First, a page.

The way broadband and telephone services are delivered to homes and businesses in the UK is currently undergoing a huge change, known as the PSTN and ISDN switch off, and this will affect you and your business.
So, if you aren’t already up to date, now’s the time to start learning about what this all means for your business with our simple guide.
What is the PSTN and ISDN Switch Off?
In 2015, Openreach, which is responsible for the UK’s main broadband and phone networks, announced its decision to switch off the existing Public Switched Telephone Network (PSTN) and Integrated Services Digital Network (ISDN). There’s a lot of words here, but all you need to know is that these are the networks that have delivered our communication services for decades.
These services are out of date and frankly, unfit for the demands of the digital age. Plus, the running and maintenance costs of these creaking legacy networks are increasing at pace. Openreach is set to switch off both networks by 2025.
Your Essential SME Full Fibre Checklist
What’s Replacing the Old Networks?
The old networks are currently being replaced with fibre optic cables that transmit data at light speed directly into your premises. This is referred to, sensibly, as Fibre to the Premises or FTTP. Once installed, FTTP networks deliver both a high-speed broadband connection and internet-based telephone services to residential and business premises.
Now, you may be thinking that you already have a fibre broadband connection, and that’s probably correct, but you’re probably using something called Fibre to the Cabinet (FTTC).
With FTTC, the fibre optic cables run from your local exchange to a green street cabinet near your premises – you’ve probably walked right past one of these in the last week. The big difference is that this cabinet is connected to your premises by a copper cable, which makes the service slower and less reliable.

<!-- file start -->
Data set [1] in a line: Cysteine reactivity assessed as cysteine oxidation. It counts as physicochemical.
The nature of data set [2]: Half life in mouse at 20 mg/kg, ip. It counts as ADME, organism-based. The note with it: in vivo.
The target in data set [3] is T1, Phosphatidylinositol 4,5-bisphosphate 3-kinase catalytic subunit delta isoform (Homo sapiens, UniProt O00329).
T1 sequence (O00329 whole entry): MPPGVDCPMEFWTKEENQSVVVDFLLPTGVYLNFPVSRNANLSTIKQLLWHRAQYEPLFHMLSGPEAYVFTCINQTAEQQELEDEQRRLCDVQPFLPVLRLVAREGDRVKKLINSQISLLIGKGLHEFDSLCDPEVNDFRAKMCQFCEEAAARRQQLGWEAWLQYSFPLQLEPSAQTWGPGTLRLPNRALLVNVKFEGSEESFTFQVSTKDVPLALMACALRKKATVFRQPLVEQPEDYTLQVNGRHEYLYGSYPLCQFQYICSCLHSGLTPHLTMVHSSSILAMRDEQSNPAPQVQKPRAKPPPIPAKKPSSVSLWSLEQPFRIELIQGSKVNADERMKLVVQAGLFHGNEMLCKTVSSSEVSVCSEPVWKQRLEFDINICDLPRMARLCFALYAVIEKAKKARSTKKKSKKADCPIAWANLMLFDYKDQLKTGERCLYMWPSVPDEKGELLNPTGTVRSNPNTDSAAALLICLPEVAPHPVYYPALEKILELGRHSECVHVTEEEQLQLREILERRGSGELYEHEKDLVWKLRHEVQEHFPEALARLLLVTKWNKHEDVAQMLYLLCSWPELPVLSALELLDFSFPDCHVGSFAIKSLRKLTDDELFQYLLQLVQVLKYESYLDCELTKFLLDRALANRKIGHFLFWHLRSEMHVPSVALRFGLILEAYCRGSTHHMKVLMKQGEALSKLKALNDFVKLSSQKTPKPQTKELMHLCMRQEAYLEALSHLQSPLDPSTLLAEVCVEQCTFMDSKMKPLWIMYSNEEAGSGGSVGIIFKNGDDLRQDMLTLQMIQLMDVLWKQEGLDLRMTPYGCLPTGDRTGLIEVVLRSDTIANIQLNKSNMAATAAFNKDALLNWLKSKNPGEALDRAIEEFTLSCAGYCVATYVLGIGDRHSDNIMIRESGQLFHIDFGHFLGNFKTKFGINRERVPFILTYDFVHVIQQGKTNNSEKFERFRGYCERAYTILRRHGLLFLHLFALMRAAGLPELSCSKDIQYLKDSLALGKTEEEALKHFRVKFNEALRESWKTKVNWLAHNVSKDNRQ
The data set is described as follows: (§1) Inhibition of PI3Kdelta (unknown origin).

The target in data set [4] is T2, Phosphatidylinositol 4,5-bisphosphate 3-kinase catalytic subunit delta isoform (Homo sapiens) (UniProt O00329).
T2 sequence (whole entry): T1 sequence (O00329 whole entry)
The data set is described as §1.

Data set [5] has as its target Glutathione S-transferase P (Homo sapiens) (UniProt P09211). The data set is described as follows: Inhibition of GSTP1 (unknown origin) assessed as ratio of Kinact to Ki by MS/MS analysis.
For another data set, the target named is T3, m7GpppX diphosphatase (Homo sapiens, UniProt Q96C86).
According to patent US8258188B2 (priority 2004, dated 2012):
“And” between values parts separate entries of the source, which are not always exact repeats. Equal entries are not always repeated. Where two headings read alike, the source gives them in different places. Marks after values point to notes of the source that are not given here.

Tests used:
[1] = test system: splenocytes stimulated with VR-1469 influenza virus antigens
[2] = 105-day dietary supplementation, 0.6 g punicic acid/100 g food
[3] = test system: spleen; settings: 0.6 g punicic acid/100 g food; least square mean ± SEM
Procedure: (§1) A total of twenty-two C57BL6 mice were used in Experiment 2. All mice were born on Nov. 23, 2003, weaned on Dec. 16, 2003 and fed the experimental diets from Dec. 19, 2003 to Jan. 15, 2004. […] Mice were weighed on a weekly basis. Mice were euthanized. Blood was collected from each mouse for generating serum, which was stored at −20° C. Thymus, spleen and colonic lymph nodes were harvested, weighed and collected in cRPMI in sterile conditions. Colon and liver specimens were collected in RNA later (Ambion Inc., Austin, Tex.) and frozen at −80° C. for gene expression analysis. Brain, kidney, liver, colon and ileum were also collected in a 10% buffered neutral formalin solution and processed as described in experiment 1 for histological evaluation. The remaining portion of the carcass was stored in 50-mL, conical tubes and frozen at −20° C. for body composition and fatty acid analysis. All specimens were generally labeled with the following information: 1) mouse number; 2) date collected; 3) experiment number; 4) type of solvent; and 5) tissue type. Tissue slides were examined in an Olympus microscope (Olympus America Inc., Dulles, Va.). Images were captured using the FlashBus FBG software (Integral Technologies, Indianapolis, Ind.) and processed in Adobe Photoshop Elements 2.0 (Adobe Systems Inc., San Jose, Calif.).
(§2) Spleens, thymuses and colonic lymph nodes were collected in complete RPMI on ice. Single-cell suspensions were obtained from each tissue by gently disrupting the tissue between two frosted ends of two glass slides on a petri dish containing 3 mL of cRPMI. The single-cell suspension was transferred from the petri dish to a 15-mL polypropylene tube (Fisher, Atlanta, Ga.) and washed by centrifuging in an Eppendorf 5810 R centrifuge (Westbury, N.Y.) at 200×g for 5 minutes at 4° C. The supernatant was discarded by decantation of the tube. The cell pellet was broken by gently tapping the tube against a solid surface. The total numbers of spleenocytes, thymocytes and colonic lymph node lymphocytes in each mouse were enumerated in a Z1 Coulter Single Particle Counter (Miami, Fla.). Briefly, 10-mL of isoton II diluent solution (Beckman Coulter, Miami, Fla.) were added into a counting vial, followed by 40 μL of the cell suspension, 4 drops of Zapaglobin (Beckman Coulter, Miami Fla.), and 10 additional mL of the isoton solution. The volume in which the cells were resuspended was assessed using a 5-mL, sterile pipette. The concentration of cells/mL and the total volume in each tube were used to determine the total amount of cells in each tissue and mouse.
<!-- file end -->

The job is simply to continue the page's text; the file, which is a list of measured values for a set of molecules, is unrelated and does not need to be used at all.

With FTTP fibre optic cables connect all the way from local exchange directly into your premises, and with not copper cables, your service is faster and more reliable. Most businesses rely on broadband and phone connections to keep things running and keep in contact with customers. This improved connection can help provide a better service and can also be upgraded beyond anything previously available, for faster speeds and to support more devices. So, it’s much better suited to the needs of growing, modern businesses. You can check out the top five reasons that small businesses are making the switch to fibre here.
What About my Old Phone Line?
When the switch off happens in 2025, your traditional landline will no longer work. In addition, you won’t be able to install any new landlines from 2023.
When you make the switch, your phoneline will run via your internet connection using a system called Voice over Internet Protocol (VoIP) or Cloud Voice. Don’t worry about losing your existing business number, you can take this with you, and it’s a simple process that’s managed by your provider.
You can use VoIP via a device that sits within your premises and looks very similar to your current home phone. You can also use an app to take your calls across a range of devices – like mobiles, laptops and tablets – so you’re always connected to your customers via your business phone number.
Futureproof Your Business
In essence, the PSTN and ISDN Switch Off is good for you and your business. The new services guarantee your speed, and provide a quicker and more reliable internet connection, and a more simple and flexible way to make and take phone calls.
So, while the imminent switch to FTTP and a VoIP phones may sound like a hassle, in reality it’s a simple way to future-proof your business, making it faster and more resilient.
Your Essential SME Full Fibre Checklist
To prepare for the upgrade of your broadband to full fibre (FTTP), there are
a few steps you can take in advance to maximise your investment and